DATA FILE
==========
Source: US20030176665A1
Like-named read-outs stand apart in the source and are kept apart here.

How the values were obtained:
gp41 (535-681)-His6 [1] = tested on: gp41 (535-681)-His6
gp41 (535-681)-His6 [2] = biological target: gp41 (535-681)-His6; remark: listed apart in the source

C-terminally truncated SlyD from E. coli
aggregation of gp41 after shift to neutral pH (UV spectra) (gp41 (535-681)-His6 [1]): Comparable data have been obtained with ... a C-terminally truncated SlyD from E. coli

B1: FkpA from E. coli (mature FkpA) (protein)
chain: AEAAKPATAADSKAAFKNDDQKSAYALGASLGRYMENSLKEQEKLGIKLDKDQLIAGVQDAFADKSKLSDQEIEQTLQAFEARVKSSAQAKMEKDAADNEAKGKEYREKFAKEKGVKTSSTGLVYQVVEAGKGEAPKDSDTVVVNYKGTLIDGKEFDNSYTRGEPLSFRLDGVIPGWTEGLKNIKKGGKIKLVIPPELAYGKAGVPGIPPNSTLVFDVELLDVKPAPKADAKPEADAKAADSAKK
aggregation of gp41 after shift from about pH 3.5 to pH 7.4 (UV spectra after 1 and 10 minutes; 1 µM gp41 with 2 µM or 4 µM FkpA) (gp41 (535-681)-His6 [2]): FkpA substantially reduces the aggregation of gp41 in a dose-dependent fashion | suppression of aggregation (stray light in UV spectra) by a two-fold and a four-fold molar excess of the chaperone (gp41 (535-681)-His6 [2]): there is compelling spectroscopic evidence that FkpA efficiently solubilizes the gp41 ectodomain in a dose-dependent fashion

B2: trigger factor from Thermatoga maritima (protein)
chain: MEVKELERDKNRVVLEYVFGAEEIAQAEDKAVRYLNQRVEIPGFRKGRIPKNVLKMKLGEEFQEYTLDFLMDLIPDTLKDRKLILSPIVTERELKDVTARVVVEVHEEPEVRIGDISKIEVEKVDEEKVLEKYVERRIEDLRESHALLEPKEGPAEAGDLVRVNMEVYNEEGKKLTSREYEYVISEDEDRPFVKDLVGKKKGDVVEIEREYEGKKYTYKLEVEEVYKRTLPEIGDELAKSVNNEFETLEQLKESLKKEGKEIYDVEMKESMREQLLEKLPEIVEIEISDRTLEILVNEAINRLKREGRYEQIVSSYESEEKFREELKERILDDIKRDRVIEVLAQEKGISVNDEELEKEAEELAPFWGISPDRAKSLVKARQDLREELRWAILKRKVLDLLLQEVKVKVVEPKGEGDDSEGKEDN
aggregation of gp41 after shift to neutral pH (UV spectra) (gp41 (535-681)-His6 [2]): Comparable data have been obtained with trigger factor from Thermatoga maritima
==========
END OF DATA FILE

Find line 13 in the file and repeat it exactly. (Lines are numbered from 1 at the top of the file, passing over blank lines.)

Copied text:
aggregation of gp41 after shift to neutral pH (UV spectra) (gp41 (535-681)-His6 [2]): Comparable data have been obtained with trigger factor from Thermatoga maritima